Burning It Up At The Bottom Line | WGLT

Burning It Up At The Bottom Line

Mar 28, 2016

Credit Jean-Luc Bouchier

The latest album from Blues/Roots Rocker Peter Karp titled "The Arson's Match" is actually an over decade ago live date with former Rolling Stones member Mick Taylor.  In this Skype conversation with WGLT's Jon Norton, Karp details how he and Taylor met, and how as a teenager, he coincidentally found his calling at the "The Bottom Line," the same famous New York City nightclub where he recorded his new album shortly before the venue closed in 2004.

"I guess one of the most famous shows that happened there was a Springsteen show in the 70's, where he burst onto the scene.  The big club held about 800 people."  

Karp says he met Taylor through a DJ friend of his and hit it off almost immediately.  They recorded a studio album and a number of shows together, including a recorded gig at The Bottom Line.   However, Karp says a recording of that show wasn't released at the time because the masters got lost.  

"I had a copy of it, but I never knew what to do with it, cause after I was done with it I was on to new things.  I got a record deal with Blind Pig, and I started doing a little more of what I was doing and where I was going. "

5 years later Karp's wife of 25 years got sick and eventually died of ovarian cancer.  He says it was only until recently that he began to deal with her loss. And it was about that time the master to The Bottom Line show with Taylor reappeared.

"It didn't make any sense to me to release them as a new record, but it's stuff I still perform and I'm very fond of the songs."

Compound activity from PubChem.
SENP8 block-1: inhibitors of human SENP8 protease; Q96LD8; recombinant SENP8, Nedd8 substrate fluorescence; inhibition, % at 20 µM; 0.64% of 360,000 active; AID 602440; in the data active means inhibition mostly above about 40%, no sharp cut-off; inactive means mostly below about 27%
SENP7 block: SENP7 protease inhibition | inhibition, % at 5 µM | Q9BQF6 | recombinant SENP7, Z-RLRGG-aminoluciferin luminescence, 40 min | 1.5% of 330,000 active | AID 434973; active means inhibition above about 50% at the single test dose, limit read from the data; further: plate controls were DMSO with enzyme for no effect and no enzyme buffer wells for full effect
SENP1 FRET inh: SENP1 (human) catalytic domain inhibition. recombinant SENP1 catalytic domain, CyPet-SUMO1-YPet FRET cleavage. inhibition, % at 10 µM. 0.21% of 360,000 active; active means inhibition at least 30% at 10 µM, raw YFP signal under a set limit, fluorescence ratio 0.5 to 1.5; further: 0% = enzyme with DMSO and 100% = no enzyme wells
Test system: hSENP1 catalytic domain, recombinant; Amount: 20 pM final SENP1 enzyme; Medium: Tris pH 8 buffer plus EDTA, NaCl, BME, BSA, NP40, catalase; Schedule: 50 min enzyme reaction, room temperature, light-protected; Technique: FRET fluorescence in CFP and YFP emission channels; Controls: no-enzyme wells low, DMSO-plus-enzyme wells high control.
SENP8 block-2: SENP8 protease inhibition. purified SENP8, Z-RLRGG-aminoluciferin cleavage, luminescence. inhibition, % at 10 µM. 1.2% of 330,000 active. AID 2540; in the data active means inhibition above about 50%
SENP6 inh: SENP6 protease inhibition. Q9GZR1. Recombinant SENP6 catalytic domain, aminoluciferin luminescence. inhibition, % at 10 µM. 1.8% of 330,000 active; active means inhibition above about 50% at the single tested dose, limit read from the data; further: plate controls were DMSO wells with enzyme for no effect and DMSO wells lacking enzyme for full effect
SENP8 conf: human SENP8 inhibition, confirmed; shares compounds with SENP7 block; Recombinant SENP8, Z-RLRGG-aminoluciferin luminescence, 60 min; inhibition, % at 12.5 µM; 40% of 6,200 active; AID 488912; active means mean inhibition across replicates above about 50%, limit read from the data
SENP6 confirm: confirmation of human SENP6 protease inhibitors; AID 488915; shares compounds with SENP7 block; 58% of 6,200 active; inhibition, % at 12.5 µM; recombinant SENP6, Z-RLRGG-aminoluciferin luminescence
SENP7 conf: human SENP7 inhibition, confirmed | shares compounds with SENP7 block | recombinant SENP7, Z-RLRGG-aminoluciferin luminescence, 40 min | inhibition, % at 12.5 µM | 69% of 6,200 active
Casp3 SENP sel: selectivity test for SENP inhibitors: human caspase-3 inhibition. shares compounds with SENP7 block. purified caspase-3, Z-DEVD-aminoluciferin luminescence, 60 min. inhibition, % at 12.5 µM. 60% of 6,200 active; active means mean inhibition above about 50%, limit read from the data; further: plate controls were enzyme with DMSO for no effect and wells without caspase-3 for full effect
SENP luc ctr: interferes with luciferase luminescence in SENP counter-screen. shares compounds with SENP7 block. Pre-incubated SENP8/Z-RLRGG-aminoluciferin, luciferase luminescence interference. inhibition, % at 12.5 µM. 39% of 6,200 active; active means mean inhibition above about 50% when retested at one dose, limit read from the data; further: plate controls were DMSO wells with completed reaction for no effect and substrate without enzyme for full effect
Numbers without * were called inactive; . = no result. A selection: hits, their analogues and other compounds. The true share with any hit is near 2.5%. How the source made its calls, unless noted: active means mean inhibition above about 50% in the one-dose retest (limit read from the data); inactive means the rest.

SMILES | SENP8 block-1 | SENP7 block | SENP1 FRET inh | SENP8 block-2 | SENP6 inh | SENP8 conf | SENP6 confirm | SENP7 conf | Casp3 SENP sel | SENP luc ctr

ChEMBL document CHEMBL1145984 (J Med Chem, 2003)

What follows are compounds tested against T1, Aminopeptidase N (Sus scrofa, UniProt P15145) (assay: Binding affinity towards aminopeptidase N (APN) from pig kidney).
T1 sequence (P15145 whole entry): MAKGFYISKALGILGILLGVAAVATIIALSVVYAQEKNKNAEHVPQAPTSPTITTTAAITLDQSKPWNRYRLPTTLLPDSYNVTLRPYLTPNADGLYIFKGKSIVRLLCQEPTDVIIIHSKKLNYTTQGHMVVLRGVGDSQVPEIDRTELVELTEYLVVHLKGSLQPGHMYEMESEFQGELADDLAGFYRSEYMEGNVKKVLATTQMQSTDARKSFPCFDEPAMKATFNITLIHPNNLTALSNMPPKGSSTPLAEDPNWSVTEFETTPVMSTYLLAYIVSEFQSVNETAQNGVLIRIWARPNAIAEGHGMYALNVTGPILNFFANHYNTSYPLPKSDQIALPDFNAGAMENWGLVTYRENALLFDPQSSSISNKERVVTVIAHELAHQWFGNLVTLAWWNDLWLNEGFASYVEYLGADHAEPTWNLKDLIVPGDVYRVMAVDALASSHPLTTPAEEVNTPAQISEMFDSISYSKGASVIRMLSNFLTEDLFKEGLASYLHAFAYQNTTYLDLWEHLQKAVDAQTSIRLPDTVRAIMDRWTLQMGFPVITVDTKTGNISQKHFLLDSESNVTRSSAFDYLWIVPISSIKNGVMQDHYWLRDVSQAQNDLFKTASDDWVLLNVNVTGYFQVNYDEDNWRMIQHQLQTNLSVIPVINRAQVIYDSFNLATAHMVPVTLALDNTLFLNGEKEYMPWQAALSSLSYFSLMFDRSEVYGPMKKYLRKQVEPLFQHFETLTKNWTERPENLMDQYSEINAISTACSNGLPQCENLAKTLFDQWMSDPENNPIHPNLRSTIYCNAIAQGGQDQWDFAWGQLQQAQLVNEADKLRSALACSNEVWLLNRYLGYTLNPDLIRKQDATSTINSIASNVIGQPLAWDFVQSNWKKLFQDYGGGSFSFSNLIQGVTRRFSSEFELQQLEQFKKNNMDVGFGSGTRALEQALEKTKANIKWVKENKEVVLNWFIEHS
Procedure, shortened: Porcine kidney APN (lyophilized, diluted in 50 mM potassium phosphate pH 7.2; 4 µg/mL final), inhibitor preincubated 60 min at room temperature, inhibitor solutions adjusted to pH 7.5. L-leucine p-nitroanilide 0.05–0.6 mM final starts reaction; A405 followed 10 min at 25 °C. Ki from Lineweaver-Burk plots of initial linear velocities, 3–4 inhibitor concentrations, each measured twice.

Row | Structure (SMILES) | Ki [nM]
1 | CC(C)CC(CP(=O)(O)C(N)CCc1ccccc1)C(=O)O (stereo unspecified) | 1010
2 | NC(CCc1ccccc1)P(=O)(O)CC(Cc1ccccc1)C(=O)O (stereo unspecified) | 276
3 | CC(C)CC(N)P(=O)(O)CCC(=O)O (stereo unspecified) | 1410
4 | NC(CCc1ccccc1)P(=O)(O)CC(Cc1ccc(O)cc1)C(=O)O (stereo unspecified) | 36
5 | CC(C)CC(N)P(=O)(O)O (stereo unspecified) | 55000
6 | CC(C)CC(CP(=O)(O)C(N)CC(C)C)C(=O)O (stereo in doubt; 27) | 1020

He says he comes from a different place than most traditional blues songwriters.

"I come more from the world of novelists, like Dylan and Van Morrison.  But I also like boogie-woogie and dance music, so I like to mix the two together."

Karp does say his interest in slide guitar comes from a blues great.

"The two biggest influence as songwriter and musician is Bob Dylan and Elmore James.  Elmore James to me is the essential, raw, emotional blues.  Basically he's playing two strings with a slide and it's just pure emotion."

He says Duane Allman was also a key influence.

"As a kid he kinda turned me on to slide. That's what sorta made me go back to Elmore James.  I heard James when I was a kid in a trailer court in Alabama. My Dad was in the service.  I heard him on one of those stations at the end of the dial on my AM radio." 

Karp said he knew early on music was going to be a big part of his life. 

"The first time I heard Elmore James, Bob Dylan, Otis Redding, T-Bone Walker, I got chills up my spine.  And I'll tell you one thing.  I was 16 when I saw Bruce Springsteen and I saw him at the bottom line. And it's funny that it's coming back to this because I never thought of this.  I had a girlfriend at the time that got me to go to the Springsteen show.  It was at the Bottom Line.  And when we got there it was a long line. And this is before he was really known.  I was about to leave, and another woman turned to me and said 'if you leave, you'll regret this for the rest of your life.'   So I stayed.  And I was the last person into the club, and they put me front and center.  I was 3 feet from Springsteen.  It was everything I'd heard my whole life that I love, from Albert Collins, to Dylan, to Van Morrison, and then he's singing about my life in New Jersey.  He's singing about every little piece.  I went home and was in a coma for four days.  I could not get out of bed.  And it all coalesced for me there.  I said 'I get what all this means.' This is important to be able to express myself, it's important to connect to people.  I understand what my mission in life is."